Meandering rivers are among the most dynamic Earth surface systems, exhibiting progressive change in channel location as they migrate across their floodplains over time. Theoretical models of meandering have defined the influence of planform curvature on meandering in the form of a spatial convolution function that expresses migration at any point along the channel as a weighted aggregate of local, upstream, and, most recently, downstream curvature. This study evaluates empirically the spatial planform curvaturemigration relation of meandering rivers using data obtained from natural meandering rivers with varying degrees of planform complexity and compares the empirical results with the assumed relationships embodied in the theoretical meander migration models. The study is based on a framework that views a meandering river as a dynamical inputoutput system where the migration process is characterized by a spatial filter through which planform curvature produces migration. Discrete signal processing is used to derive the spatial planform curvature-migration relation for each study reach and to analyze the characteristics of this relation via transfer function models. The results demonstrate that the spatial structure of the planform curvature effect on migration rates depends on the complexity of the planform geometry. A first-order difference equation, in which the planform curvature effect is characterized as an exponential decay, can satisfactorily describe the migration process of a planform containing simple bends, but a high-order difference equation, which includes oscillatory terms superimposed on exponential decay, is necessary to capture the development of complex meander forms. The findings support recent theoretical studies that suggest that high-order terms are required in spatial convolution models to generate complex bend geometries.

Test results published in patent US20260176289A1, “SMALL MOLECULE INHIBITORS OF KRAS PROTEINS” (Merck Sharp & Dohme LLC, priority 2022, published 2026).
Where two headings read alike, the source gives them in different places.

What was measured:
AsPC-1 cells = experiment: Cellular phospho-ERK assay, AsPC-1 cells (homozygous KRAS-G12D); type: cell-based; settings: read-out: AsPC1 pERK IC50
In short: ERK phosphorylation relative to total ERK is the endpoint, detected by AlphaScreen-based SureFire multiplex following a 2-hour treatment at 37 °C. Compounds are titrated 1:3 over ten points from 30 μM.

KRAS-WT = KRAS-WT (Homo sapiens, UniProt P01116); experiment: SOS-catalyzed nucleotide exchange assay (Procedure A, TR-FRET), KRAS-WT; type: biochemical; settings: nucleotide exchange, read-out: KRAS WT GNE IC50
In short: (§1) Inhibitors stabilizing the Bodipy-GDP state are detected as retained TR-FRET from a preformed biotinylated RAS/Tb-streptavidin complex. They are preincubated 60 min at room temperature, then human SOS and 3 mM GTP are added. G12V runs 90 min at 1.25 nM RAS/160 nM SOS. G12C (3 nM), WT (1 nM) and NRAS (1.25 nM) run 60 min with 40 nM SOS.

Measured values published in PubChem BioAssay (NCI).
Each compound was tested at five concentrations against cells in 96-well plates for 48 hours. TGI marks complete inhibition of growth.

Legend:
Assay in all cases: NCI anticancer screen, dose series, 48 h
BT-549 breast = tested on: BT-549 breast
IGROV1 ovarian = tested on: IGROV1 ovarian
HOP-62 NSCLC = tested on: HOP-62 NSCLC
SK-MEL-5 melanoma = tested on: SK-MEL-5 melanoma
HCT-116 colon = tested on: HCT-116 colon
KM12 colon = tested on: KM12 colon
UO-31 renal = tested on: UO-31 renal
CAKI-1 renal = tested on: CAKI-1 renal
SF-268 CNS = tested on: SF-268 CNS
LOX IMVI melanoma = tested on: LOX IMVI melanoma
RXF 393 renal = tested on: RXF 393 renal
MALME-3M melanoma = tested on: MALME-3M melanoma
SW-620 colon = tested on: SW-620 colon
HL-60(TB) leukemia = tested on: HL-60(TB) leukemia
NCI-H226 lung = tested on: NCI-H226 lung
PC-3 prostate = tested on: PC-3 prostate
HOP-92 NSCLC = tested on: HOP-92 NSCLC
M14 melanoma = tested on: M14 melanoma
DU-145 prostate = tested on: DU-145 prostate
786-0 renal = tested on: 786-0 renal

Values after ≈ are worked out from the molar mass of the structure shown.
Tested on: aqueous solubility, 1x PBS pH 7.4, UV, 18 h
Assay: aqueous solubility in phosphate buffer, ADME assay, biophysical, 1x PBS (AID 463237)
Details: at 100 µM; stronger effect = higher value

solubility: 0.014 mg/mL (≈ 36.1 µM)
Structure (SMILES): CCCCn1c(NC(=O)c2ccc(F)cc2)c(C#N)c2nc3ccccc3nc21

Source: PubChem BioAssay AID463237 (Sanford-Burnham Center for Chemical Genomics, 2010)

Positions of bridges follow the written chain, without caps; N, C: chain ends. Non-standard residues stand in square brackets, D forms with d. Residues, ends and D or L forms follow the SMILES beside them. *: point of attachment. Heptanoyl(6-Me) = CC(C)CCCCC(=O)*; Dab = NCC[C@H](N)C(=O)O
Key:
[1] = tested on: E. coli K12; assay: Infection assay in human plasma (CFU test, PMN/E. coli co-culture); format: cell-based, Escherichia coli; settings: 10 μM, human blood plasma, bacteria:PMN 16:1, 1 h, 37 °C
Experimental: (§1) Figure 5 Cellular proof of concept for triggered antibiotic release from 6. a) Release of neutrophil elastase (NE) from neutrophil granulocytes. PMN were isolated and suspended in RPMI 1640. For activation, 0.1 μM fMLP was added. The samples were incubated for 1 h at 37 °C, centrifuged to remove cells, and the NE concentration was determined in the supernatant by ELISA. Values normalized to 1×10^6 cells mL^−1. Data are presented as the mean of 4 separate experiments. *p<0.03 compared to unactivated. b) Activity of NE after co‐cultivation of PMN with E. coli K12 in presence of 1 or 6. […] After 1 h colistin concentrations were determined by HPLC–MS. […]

ASJC Scopus subject areas
- Water Science and Technology